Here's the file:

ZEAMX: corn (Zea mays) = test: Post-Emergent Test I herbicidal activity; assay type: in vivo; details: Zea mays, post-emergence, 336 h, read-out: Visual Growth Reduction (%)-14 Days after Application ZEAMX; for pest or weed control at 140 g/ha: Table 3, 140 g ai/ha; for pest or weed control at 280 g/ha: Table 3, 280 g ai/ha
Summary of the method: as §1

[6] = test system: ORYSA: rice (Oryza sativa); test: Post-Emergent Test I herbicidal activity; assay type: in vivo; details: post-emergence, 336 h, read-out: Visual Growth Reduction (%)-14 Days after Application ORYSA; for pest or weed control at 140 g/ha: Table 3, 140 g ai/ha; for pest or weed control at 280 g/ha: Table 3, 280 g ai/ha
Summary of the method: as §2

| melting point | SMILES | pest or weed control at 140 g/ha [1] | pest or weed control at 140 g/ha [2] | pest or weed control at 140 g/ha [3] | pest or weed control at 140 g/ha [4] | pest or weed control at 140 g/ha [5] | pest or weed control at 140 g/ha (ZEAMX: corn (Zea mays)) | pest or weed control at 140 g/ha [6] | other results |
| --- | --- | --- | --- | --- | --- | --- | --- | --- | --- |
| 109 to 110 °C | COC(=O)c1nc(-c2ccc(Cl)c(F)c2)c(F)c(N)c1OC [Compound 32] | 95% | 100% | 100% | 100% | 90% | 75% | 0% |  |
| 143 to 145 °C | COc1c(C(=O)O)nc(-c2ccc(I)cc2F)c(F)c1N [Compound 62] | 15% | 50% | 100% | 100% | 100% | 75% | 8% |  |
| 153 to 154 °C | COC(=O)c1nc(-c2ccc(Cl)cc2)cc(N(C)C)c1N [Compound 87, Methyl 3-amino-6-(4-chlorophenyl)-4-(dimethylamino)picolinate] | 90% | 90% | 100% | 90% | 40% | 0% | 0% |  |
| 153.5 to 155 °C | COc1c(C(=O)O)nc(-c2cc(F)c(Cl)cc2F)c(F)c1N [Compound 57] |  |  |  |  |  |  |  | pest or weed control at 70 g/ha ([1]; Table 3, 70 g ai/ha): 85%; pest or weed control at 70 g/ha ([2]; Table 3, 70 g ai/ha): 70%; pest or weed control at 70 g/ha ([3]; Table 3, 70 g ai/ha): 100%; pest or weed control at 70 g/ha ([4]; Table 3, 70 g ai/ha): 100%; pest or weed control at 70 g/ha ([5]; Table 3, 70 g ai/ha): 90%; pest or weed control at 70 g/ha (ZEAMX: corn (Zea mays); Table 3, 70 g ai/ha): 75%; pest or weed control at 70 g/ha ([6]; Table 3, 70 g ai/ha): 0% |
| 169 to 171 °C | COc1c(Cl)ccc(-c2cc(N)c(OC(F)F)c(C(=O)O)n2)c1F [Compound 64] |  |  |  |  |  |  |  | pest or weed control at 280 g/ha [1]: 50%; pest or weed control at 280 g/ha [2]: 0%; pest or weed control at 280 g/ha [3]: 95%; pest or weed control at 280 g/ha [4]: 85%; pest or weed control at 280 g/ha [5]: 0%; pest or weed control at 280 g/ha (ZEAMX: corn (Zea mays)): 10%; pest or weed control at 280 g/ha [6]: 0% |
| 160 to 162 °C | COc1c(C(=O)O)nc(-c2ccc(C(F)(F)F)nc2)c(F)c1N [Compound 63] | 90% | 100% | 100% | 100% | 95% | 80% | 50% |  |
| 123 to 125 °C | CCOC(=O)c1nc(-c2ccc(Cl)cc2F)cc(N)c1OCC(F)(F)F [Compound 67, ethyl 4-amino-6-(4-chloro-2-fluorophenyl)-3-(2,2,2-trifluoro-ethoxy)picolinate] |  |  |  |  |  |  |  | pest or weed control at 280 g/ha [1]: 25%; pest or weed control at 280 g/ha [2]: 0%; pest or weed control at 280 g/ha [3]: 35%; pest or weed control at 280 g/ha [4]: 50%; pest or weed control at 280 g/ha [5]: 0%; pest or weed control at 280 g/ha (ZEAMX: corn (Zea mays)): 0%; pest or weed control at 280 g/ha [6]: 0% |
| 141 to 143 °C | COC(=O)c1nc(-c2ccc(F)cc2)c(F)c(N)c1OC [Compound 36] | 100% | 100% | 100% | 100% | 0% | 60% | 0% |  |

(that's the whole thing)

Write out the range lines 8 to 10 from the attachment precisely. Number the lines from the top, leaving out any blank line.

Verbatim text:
| 143 to 145 °C | COc1c(C(=O)O)nc(-c2ccc(I)cc2F)c(F)c1N [Compound 62] | 15% | 50% | 100% | 100% | 100% | 75% | 8% |  |
| 153 to 154 °C | COC(=O)c1nc(-c2ccc(Cl)cc2)cc(N(C)C)c1N [Compound 87, Methyl 3-amino-6-(4-chlorophenyl)-4-(dimethylamino)picolinate] | 90% | 90% | 100% | 90% | 40% | 0% | 0% |  |
| 153.5 to 155 °C | COc1c(C(=O)O)nc(-c2cc(F)c(Cl)cc2F)c(F)c1N [Compound 57] |  |  |  |  |  |  |  | pest or weed control at 70 g/ha ([1]; Table 3, 70 g ai/ha): 85%; pest or weed control at 70 g/ha ([2]; Table 3, 70 g ai/ha): 70%; pest or weed control at 70 g/ha ([3]; Table 3, 70 g ai/ha): 100%; pest or weed control at 70 g/ha ([4]; Table 3, 70 g ai/ha): 100%; pest or weed control at 70 g/ha ([5]; Table 3, 70 g ai/ha): 90%; pest or weed control at 70 g/ha (ZEAMX: corn (Zea mays); Table 3, 70 g ai/ha): 75%; pest or weed control at 70 g/ha ([6]; Table 3, 70 g ai/ha): 0% |